I do not tolerate catcalling, discrimination, or oppression. That is to say, I have no problem retaliating against those who oppress me. However, I am no ice-woman, with the ability to freeze bigots before harsh words can escape their mouths. The words still come, they still sting, I just choose to fight back.
I was leaving work several days ago when an older gentlemen approached me. My guard instantly goes up whenever I'm approached by an older white man, but I was still at work, so I painted my face with feigned optimism and agreed to speak with him. He told me he is fascinated by American culture. I wasn't quite sure what he meant. This is when he asked the question.
"Do your parents care that you look like that?"
I felt my voice rupture in my throat. My knuckles turning white; ash.
"What do you mean?"
I instantly became aware of my pink hair wrapped into a printed head scarf, my visible tattoos, heavily powdered face, and large septum piercing.The aspects of my appearance that reflect my cosmic insides, that decorate my body and reflect my spirit.
"The nose ring, the hair, all the tattoos. Do your parents care?"
I felt myself becoming uneasy. Aware that I was still in my workplace, speaking to a stranger. Knowing that if I were on the street, I would not tolerate this blatant disrespect towards my body and appearance by a man who I'd never met. My stomach churned with all the lives I wish I'd lived, all the people I wanted to shrink myself into who were not as big of a target for ridicule.
"No, I don't think they care."
I withered under the weight of what I wanted to say. To bellow at his right to question my appearance. His white misogyny that was never considered radical or different.
"To be honest, I'm very intelligent and driven, and I don't think my appearance changes that."
I wondered why I cringed complimenting myself in the face of someone who had just degraded me. I was not brought up to boast my talents, skills, or accomplishments, but I felt like I had to prove my worth to this man who'd only based me on my outward appearance.
"How old are your parents? What do they think about this?"
I gulped, recalling all of the arguments I'd had with my mother over my nose piercings, my affinity to inking visible places on my skin, and how my hair looked much better as a natural dark brown.
I gulped the powder residue on my lips, the purple lipstick, the bold, overdrawn eyebrows. My face beneath the makeup splotched with constellations of scars and discoloration. My harsh contour a sharp reminder of the tongue beneath my cheek.
"My parents are in their fifties."
I don't know why I continued to answer his questions, satisfy his curiosity. I felt like I could not get up, could not escape his bigger, whiter, older grasp around my tongue. His assumption that only young people, young parents would support a child who wanted to look so "obscene".
"Interesting. I'm fascinated by how parents raise their kids these days."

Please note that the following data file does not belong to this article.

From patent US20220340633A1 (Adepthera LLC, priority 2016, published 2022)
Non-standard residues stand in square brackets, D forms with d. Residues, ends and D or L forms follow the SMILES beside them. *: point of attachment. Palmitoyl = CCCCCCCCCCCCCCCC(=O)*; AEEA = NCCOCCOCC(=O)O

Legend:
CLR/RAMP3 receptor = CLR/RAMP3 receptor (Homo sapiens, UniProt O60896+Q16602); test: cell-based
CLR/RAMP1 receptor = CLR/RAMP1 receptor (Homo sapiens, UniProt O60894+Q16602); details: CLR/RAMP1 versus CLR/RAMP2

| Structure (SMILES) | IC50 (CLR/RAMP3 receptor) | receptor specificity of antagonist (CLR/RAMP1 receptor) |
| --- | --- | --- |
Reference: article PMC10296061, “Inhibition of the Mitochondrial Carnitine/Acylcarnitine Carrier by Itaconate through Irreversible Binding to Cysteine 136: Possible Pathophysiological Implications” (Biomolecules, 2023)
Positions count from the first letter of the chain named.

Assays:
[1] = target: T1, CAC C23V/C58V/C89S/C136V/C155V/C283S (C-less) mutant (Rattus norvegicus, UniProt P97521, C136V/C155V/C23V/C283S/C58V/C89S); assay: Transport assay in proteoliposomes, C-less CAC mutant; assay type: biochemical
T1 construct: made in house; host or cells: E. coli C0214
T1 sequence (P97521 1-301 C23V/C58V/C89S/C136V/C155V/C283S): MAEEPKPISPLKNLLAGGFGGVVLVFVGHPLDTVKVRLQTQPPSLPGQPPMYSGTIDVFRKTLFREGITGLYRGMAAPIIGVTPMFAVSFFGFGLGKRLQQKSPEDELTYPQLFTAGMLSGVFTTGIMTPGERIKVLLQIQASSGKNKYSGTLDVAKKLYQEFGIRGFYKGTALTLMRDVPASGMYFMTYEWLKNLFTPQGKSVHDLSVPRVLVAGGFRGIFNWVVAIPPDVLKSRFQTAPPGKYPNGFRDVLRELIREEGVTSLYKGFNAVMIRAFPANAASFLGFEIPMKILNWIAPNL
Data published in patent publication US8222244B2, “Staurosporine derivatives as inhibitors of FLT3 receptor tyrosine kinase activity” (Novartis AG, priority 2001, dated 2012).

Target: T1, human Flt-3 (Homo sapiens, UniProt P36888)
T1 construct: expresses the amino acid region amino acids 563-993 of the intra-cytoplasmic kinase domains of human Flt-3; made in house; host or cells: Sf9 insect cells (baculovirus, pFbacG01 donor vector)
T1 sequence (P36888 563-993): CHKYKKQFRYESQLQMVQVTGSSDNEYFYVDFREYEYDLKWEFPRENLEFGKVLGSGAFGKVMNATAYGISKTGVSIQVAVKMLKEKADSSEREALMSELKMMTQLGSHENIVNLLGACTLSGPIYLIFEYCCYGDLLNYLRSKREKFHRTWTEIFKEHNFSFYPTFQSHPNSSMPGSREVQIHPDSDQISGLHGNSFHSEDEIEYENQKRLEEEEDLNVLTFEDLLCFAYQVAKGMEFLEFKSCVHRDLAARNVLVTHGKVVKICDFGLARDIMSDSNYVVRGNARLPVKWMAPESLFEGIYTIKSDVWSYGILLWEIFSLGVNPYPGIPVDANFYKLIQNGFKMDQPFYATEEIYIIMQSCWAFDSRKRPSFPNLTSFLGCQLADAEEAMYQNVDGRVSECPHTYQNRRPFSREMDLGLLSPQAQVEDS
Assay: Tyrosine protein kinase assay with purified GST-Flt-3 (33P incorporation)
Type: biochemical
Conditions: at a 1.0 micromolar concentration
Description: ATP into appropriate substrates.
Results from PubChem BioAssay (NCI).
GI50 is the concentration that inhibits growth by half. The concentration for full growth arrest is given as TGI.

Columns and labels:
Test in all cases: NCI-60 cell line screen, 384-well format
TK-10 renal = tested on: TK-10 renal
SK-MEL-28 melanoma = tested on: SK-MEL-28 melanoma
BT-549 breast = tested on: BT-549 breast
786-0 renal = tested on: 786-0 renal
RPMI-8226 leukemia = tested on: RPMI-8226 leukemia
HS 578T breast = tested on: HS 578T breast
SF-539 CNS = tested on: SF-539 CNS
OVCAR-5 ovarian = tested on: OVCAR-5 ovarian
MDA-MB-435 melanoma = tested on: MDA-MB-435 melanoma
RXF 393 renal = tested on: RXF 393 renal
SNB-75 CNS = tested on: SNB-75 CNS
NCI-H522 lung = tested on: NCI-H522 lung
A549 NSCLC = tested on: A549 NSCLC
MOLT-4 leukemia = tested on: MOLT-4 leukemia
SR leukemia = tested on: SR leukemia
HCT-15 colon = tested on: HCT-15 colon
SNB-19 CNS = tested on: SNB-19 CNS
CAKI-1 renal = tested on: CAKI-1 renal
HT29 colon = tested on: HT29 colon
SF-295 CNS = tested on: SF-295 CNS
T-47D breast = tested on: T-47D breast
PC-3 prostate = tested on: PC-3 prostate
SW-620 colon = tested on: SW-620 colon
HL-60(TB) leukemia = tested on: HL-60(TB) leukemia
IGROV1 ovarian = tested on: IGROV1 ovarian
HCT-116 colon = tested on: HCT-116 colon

My fists crumbled. My inner cheek bleeding from a hard bite.
I remembered the early high school girl who barely ate to keep her body bony. Who bleached her hair and clipped in weave, shrinking into dresses that exposed her inner thighs. Her legs the fragile limbs of trees. Her tongue a leaf, afraid to hold weight. The swallowing of air instead of food, the loss of appetite, the hollow.
I am heavier now. Fifty pounds, scarred, stretched, ridged with mountains of cellulite. My skin has saved me from every time I tried to destroy it. My skin has held together the avalanche, the sandstorm, the grief. I decorate myself with jewelry and color and makeup and tattoos and I look lived in. I have never been more content with this beautiful, broken body.
I thanked the old white man, and walked away.
I did not retaliate, did not claim my body as a holy space, did not cast away his hyper-masculinity with my earth shattering body positivity. I said nothing. I answered his questions. I stayed silent while his words stung my insides.
It is impossible for women to always remain strong in the face of what society has taught us to succumb to. The male gaze. The opinions of others. The standard of beauty of being numb, of being holy, of being untouched and unpierced and unaltered. The "natural". The silenced. The good-behavior-cut-tongue-short-breath-weakness.
My parents taught me to listen and respect elders. I taught myself not to sacrifice my worth to endure toxic masculinity and disrespect that threatens my spirit. I am unapologetically unique, I will not change. I am not afraid to question anyone who threatens the security of my palace heart. Sometimes, my tongue will be too heavy and I will not find the words to say. In those times, I forgive myself.
If you dislike my body, I understand. Everyone has a different opinion of art. I will continue to live in my it, decorated like a Pharaoh's tomb. I am magic, I am dawned in grace. I am nineteen years of rebirth, of growth, of shatter. I am more than the colors I paint myself with. I am more than the words that have haunted me. I am more than the dirt, than the grief, than the hurt.
To My Body: I am sorry for holding my tongue when I should have spoken. I promise I love you. I promise I'm still here.